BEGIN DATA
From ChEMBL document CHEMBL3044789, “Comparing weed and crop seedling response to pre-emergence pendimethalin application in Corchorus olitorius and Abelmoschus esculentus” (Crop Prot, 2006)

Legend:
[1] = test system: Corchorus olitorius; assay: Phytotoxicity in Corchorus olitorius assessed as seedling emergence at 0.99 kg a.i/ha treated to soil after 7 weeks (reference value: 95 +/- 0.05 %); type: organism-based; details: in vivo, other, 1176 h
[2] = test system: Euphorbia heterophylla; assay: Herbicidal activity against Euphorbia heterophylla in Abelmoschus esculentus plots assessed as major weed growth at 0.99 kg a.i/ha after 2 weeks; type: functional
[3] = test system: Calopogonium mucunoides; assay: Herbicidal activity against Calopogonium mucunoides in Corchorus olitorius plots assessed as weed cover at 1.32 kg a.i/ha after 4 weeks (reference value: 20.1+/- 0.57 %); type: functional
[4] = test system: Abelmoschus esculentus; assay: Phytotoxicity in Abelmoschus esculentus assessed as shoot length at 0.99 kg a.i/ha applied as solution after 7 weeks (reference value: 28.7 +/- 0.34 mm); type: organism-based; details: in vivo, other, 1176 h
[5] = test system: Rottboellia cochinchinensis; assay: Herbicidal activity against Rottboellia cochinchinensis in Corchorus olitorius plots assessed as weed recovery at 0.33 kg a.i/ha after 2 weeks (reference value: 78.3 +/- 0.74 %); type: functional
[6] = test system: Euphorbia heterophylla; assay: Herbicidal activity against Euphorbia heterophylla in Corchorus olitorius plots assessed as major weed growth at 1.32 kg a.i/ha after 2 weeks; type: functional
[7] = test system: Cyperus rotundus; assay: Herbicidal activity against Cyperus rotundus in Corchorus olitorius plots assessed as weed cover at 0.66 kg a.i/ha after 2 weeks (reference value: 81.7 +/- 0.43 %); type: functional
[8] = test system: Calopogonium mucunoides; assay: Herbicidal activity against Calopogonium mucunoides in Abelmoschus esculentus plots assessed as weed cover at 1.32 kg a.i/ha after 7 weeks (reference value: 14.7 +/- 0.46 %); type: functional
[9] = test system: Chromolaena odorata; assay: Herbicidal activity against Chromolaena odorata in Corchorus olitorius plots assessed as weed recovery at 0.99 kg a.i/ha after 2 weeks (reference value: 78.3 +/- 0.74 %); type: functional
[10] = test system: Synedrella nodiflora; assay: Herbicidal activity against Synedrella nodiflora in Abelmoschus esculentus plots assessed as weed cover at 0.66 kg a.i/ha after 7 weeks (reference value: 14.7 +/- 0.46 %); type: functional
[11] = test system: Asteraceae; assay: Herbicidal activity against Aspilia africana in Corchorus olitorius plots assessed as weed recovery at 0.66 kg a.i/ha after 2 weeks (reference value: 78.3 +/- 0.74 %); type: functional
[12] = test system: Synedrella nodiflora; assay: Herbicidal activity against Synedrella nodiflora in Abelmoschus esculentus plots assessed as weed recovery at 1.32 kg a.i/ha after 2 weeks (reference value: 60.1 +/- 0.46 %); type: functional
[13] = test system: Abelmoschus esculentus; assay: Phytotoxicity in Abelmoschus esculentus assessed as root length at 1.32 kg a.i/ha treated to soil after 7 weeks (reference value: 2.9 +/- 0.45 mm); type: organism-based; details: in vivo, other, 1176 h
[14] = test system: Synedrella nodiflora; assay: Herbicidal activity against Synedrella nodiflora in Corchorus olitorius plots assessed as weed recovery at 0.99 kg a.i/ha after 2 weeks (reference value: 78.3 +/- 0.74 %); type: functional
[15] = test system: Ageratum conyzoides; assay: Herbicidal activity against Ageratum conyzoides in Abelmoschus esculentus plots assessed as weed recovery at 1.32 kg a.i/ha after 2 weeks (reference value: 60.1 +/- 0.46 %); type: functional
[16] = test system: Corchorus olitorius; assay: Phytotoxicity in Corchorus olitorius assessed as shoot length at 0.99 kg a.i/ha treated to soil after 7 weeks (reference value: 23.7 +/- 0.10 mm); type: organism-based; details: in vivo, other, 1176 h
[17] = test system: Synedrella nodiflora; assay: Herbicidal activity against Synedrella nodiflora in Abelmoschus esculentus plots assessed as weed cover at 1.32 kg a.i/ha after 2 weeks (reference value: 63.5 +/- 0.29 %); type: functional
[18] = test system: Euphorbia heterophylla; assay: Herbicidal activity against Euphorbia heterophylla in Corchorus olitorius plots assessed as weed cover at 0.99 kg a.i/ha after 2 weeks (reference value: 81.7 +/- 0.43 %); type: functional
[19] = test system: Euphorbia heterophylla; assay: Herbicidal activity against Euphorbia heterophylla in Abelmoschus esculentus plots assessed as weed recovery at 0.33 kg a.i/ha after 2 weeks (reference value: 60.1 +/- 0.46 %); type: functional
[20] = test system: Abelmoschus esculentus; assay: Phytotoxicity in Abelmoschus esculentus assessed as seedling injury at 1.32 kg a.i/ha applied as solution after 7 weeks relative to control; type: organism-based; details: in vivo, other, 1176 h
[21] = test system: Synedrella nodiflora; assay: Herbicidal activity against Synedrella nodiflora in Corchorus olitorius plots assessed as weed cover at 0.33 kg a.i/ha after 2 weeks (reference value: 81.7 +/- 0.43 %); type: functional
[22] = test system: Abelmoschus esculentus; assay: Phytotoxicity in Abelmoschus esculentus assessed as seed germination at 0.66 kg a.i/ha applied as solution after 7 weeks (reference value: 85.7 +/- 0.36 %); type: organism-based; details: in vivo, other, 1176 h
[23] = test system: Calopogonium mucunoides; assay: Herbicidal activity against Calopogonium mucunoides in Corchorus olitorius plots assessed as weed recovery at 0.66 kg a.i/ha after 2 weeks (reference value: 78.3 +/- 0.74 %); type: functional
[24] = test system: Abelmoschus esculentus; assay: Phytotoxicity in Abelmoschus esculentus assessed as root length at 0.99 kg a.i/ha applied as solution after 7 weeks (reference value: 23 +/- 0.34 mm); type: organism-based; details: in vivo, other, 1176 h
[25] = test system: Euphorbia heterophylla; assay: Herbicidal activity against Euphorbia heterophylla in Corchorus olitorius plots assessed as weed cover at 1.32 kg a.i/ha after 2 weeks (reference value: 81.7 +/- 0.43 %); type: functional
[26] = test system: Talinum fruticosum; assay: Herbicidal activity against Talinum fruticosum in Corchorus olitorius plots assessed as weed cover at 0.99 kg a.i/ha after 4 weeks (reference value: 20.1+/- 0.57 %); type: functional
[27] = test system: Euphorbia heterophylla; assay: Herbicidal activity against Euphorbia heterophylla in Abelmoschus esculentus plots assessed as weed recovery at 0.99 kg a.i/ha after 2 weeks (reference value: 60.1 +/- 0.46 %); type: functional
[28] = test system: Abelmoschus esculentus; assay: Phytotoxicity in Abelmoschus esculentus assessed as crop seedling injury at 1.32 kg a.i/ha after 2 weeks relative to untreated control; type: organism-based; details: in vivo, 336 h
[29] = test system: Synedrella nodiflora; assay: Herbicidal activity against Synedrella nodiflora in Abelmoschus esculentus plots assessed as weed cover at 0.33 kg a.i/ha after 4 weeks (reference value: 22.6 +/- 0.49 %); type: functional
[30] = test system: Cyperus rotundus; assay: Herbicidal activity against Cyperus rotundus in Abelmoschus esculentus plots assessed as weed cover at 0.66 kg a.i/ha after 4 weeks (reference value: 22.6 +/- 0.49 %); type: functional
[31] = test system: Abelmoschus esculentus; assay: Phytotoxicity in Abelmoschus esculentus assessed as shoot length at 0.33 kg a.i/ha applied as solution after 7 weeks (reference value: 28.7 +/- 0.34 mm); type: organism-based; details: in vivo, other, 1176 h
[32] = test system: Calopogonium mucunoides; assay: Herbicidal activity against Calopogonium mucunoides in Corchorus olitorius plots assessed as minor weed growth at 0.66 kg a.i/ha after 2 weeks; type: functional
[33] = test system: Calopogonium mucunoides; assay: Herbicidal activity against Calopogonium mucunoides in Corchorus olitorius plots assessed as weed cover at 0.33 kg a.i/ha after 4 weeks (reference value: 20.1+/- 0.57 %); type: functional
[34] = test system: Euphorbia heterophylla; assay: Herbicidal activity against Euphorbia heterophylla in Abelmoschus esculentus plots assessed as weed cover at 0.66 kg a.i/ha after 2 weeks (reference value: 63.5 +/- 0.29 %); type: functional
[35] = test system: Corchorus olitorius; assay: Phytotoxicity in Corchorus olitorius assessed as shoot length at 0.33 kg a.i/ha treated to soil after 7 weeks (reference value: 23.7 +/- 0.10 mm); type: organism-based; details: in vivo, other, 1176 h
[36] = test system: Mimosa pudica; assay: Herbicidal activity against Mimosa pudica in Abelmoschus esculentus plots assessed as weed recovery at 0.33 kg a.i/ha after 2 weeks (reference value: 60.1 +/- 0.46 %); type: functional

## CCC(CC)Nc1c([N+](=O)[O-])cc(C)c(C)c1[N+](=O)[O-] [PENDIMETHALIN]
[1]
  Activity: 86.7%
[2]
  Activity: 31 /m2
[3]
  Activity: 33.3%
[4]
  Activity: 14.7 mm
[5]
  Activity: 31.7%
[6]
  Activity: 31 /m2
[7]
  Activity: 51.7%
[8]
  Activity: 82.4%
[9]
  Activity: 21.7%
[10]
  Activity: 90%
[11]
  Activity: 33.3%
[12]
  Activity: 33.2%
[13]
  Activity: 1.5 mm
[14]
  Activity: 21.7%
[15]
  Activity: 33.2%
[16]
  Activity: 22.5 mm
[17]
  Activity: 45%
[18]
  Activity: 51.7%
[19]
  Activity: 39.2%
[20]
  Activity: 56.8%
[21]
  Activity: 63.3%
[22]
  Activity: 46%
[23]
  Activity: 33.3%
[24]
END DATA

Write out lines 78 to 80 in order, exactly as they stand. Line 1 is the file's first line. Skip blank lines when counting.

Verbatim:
[20]
  Activity: 56.8%
[21]